Aboriginal Health at TBRHSC
Our journey towards excellence in Aboriginal Health care delivery begins with improving our physical and cultural environments to reflect the expressed values, practices and traditions of Aboriginal communities.
Creating More Inclusive Care
For many people living in First Nation communities across Northwestern Ontario, coming to the Thunder Bay Regional Health Sciences Centre (TBRHSC) for medical treatment is their first trip to Thunder Bay. Adjusting to the big city away from friends and family can be difficult, especially for those whose first language is not English. TBRHSC is committed to enhancing experiences for Aboriginal patients and families.
Aboriginal Patient Navigators provide a number of services for Aboriginal patients, including: interpretive services in Cree, Ojibway, and Oji-Cree; support before, during, and after clinical appointments; linking patients and families to community resources; tele-visitation services with remote family members; information and education in a culturally-sensitive manner; liaison and advocate between the care team, patients, and families; and assistance with discharge planning.
Currently, Aboriginal Patient Navigators are assisting patients in the Emergency Department, Renal Services, Centre for Complex Diabetes Care, Supportive Care, and Child and Adolescent Mental Health.
TBRHSC also recognizes the need to develop facilities that are culturally welcoming for patients and families with Aboriginal artwork and stories throughout the facility.
One of the most recent artistic additions to the facility is a triptych by Thunder Bay artist Cree Stevens donated to the Regional Cancer Care Northwest at TBRHSC. The artist says it feels good to know that people have had positive reactions to the painting and she is honoured and humbled to have it on display at Regional Cancer Care Northwest. “I’ve known a lot of people in my life who have battled cancer. It feels good that I might be helping patients and families feel something. Of all the places it could have gone, it touches me that it can be in a place where people are pretty contemplative about their lives.”
There are no easy solutions, but it’s good to see that TBRHSC is taking the initiative and developing that partnership, not only with the Aboriginal Advisory Committee, but with the larger Aboriginal community in Thunder Bay.
– Jason Beardy, member of TBRHSC’s Aboriginal Advisory Committee
Aboriginal Health goals have been realized in large part thanks to TBRHSC’s Aboriginal Advisory Committee whose role is to advise the organization how best to meet the health care needs of Aboriginal patients and their families in a culturally sensitive and safe manner.
Jason Beardy, Director of Health Policy & Planning and Special Reports for the Nishnawbe Aski-Nation, is one of the 25 members of the committee. He says through initiatives such as establishing an Aboriginal Advisory Committee, TBRHSC is demonstrating its willingness to address Aboriginal health issues.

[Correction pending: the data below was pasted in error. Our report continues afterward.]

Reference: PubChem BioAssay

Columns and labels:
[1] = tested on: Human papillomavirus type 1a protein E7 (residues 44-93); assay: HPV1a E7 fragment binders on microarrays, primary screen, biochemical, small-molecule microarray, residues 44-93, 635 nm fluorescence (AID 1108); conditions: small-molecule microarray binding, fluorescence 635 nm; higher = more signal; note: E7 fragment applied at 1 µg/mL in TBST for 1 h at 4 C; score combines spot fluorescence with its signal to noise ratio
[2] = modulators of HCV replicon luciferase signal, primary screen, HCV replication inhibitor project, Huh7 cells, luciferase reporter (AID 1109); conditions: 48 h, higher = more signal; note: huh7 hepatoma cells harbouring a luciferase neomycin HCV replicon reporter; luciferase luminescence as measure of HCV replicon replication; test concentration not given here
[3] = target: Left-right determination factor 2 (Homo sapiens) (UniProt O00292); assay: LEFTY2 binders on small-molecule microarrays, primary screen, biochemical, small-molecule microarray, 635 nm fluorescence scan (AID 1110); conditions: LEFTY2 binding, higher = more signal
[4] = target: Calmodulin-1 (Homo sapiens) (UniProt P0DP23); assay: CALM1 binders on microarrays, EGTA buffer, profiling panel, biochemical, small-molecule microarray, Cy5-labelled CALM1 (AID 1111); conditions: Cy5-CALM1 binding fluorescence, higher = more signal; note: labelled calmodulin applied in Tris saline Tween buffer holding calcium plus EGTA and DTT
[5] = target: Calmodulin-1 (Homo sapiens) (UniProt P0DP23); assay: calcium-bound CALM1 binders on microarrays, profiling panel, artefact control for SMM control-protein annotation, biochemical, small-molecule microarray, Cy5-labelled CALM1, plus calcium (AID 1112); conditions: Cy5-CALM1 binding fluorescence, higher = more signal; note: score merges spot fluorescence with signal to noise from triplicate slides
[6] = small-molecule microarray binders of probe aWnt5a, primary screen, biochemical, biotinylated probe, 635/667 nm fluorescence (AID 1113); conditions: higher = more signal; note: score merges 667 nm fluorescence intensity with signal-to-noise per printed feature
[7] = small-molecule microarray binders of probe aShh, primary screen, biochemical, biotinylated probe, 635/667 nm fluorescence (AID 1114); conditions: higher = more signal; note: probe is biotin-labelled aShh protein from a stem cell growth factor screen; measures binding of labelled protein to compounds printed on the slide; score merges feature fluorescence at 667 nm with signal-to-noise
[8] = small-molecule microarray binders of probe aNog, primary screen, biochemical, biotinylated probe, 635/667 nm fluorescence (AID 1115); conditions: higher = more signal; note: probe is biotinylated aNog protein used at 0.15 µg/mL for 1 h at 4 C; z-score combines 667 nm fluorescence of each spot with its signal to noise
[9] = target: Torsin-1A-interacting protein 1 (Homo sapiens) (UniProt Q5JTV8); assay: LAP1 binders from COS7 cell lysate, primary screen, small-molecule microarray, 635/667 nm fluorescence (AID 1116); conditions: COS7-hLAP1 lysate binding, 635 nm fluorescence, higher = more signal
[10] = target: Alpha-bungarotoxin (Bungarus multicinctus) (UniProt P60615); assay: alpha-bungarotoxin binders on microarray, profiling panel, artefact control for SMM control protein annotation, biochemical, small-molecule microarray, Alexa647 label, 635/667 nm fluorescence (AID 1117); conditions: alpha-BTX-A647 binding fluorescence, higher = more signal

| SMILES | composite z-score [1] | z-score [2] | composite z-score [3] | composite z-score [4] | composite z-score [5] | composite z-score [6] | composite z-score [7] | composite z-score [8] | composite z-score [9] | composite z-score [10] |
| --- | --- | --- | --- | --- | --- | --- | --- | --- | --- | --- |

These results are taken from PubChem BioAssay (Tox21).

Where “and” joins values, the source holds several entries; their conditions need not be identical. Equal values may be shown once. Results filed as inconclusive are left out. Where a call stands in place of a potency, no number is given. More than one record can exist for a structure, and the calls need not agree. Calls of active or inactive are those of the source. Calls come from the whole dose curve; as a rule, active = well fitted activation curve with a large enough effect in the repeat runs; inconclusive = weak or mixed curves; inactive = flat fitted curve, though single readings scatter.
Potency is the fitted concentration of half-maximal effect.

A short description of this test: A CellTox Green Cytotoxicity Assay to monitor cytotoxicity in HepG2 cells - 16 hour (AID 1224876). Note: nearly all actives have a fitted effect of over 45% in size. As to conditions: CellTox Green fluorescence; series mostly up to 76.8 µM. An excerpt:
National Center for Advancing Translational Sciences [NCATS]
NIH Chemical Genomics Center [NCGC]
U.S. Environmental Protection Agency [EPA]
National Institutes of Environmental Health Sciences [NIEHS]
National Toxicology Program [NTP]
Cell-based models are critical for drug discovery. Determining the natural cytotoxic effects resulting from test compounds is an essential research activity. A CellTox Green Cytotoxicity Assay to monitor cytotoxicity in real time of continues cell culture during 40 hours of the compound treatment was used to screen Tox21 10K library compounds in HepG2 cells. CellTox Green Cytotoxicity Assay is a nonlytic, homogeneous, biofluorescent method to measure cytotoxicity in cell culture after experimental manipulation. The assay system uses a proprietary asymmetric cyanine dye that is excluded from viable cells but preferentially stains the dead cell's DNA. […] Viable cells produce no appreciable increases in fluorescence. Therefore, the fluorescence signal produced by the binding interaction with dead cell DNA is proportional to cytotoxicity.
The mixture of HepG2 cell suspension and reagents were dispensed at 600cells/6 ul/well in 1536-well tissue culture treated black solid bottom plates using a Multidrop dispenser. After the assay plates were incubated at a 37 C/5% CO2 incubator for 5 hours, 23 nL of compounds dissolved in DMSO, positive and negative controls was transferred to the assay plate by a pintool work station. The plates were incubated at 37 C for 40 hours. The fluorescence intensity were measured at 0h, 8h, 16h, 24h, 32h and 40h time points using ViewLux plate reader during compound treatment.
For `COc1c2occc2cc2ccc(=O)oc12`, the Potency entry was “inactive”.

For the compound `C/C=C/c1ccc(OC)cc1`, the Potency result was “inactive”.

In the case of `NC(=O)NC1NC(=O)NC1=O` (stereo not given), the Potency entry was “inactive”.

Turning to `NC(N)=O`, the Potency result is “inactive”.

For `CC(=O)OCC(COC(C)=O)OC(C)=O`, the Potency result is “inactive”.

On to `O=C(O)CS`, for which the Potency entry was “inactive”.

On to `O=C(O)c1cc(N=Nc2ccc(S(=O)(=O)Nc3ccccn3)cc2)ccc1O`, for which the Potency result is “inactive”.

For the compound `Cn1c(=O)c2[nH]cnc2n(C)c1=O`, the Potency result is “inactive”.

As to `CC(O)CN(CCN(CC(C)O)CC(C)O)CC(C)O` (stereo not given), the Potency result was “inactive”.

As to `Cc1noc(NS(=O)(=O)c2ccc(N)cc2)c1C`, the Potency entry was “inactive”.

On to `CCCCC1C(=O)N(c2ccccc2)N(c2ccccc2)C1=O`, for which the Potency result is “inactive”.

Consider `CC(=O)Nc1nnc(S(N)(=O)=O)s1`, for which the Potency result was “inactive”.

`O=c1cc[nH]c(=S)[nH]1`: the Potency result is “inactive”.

“There are no easy solutions, but it’s good to see that TBRHSC is taking the initiative and developing that partnership, not only with the Aboriginal Advisory Committee, but with the larger Aboriginal community in Thunder Bay.”
Finding your way around the Health Sciences Centre can be intimidating, especially for those whose first language isn’t English. New pictogram wayfinding signage at the entrance to the Health Sciences Centre is assisting people in getting where they need to go, thanks to a Volunteer Association/Thunder Bay Regional Health Sciences Foundation Family CARE grant plus additional grant funding. New signs incorporate symbols, along with words to help visitors locate services throughout the facility, lessening anxiety and making a visit to the Health Sciences Centre a more pleasant experience.
Thunder Bay Regional Health Sciences Centre is committed to improving our physical and cultural environments to reflect the expressed values, practices and traditions of Aboriginal communities. The Aboriginal Advisory Council acts in an advisory capacity with the main purpose of implementing the Aboriginal Health Strategic Direction of TBRHSC’s strategic plan.
The Aboriginal Advisory Committee plays an important role in helping us to ensure that research includes participation from our Aboriginal population and that we engage in culturally relevant and supported research projects. Earlier this year, members of TBRHSC’s Aboriginal Advisory Committee participated in a panel discussion “Approaching and Engaging Aboriginal Communities in Clinical Research” as part of TBRRI’s annual retreat.
Click here to learn more about Aboriginal health goals & activities at TBRHSC.